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Quote:
Originally Posted by VM View Post
I completely disassemble and then lightly coat guts w/ rem oil.
FYI: I recently read on another forum that Rem Oil may not be doing the best job possible. I had two cans and I threw them out.
I have no idea if it's true or not but I'm not going to risk any harm to my weapons.
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Old 01-05-2011, 03:12 PM
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As owner of a 686-1, you should read this thread which is also in the Revolvers 1980 to the present section-----"586-no-dash-question"

Keep close track of the screws. Each should be returned to where you removed it.
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Old 01-05-2011, 04:24 PM
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I'd like to second what Chuck Jones recommended in his post...I take apart the same things and don't take apart the things he recommended you not disassemble, like the hammer and trigger sub-assemblies. A solvent soaking or carb-cleaner spray is sufficient at that point and I do that same procedure with every used S&W I buy. The only other things I do is stone the rebound slide, put a lighter rebound slide spring in, and look for any signs of parts rubbing, and of course a light lubrication prior to reassembly.
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Old 01-05-2011, 05:28 PM
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Quote:
Originally Posted by DirtyLarry View Post
Thanks for the info guys. I wish I took a picture before I cleaned the outside. it's like night and day. The rags and patches were completely black. As for cleaning the inside, I have acetone, I just wasn't sure if it was safe to use on delicate parts. But I'll try a good soak with that and then I'll oil all the contacts with the oil that came in the Hoppes cleaning kit. Is the Hammer block supposed to be loose. it's in place but it's easily shaken out of place. I'm going to film the dis-assembly and put all removed parts in a wooden box on my work station and bag the screws. And I'll look for some video's like you say.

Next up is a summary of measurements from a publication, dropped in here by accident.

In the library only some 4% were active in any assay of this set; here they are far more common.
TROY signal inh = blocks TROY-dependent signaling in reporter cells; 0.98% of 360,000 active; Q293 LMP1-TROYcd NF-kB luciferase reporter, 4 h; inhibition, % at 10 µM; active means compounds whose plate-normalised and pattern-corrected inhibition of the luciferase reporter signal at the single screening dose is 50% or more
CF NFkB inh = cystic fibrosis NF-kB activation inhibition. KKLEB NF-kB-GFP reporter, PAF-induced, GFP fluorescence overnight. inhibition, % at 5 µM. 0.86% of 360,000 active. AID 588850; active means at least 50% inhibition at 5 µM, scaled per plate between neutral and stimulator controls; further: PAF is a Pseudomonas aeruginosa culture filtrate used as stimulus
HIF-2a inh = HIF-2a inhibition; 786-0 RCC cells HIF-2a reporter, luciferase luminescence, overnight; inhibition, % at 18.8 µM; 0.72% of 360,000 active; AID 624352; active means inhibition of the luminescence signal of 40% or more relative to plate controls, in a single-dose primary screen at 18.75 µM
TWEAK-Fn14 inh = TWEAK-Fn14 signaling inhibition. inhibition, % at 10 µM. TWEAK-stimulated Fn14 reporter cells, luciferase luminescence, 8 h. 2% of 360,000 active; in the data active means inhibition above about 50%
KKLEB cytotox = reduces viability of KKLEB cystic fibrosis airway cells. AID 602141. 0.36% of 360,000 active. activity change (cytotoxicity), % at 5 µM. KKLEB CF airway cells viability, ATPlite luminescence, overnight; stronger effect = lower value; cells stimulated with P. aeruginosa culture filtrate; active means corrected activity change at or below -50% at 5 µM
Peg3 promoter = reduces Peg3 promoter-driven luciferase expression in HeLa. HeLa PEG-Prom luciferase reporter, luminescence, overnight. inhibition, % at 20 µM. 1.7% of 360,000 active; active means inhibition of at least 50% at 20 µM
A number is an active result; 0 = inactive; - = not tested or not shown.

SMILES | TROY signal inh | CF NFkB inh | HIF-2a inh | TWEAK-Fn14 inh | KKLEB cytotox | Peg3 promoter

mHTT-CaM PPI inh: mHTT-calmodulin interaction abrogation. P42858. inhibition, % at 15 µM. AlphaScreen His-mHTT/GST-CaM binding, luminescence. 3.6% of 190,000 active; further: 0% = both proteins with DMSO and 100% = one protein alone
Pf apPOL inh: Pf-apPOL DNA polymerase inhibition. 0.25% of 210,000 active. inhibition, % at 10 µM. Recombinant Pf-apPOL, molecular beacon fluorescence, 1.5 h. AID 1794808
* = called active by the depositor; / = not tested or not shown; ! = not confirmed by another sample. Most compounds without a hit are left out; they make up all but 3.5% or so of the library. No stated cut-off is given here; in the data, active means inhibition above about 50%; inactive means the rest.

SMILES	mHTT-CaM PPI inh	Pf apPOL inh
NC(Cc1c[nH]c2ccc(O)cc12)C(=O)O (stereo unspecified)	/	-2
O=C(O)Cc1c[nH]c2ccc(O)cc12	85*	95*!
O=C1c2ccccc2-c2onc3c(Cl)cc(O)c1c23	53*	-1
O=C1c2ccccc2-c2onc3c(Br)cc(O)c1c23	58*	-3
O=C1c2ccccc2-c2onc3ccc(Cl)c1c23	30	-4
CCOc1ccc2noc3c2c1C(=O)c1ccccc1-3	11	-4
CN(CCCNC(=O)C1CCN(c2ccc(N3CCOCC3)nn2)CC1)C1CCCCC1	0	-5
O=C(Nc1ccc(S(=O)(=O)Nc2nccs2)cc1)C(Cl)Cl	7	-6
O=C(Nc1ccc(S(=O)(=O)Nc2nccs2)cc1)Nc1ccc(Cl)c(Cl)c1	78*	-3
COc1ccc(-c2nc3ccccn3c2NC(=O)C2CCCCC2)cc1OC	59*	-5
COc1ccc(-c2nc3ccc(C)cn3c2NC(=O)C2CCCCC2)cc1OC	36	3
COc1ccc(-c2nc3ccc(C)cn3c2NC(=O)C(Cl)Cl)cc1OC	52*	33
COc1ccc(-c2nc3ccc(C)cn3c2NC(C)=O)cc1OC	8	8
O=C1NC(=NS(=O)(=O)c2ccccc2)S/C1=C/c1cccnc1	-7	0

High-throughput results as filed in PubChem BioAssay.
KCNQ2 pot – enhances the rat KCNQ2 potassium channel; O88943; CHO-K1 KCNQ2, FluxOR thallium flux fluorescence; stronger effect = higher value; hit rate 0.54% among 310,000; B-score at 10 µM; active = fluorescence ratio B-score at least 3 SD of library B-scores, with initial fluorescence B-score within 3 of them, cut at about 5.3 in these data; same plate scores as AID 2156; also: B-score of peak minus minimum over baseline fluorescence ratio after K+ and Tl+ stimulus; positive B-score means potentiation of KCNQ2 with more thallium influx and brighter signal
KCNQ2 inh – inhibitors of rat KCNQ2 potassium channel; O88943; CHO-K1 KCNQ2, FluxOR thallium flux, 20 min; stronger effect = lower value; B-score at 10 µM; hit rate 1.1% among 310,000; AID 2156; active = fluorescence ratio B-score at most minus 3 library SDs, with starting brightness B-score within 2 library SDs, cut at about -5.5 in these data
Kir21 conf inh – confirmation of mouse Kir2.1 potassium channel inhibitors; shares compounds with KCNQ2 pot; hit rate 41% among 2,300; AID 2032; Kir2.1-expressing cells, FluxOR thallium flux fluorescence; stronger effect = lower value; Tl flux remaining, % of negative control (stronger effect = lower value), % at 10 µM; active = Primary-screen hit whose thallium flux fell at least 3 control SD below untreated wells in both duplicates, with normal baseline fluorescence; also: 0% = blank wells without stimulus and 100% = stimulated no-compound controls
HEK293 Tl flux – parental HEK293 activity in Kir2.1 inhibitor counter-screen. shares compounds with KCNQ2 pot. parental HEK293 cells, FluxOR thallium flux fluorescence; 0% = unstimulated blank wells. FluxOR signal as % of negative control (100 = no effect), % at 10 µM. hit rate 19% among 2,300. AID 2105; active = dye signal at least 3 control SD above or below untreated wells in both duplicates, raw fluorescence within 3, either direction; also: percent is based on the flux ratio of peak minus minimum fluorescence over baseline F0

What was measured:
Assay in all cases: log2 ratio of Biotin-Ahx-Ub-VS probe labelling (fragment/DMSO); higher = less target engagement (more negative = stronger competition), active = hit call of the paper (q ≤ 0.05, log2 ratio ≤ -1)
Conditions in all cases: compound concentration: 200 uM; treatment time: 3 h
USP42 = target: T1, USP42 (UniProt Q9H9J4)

OH my eyes! OH my eyes!!

Man that's disgusting.
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Old 01-06-2011, 12:18 PM
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You started with one of the really bad 686's I've ever seen.

Yes, the hammer block should be loose, it fits over the little stud on the rebound slide. A container (or a few) to place small parts in when disassembling is the best way to go. There are lots of different plastic and metal containers that are suitable. Since a former hobby was photography, I happen to still have several 50' and 100' film cans from buying bulk film. Than, and airgun pellet tins make great parts containers for small, medium, and larger parts.
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Old 01-07-2011, 06:51 AM
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Carb & choke cleaner, brake cleaner, or Gum Out is your friend. Removes, dissolves, flushes away all that nastiness without disassembly. Q-tip for scrubbing, air dry, and a drop or 2 of oil -- you are good to go. Some assembly required.
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586, 686, ejector, extractor, s&w, screwdriver, sideplate, sig arms, smith and wesson, solvent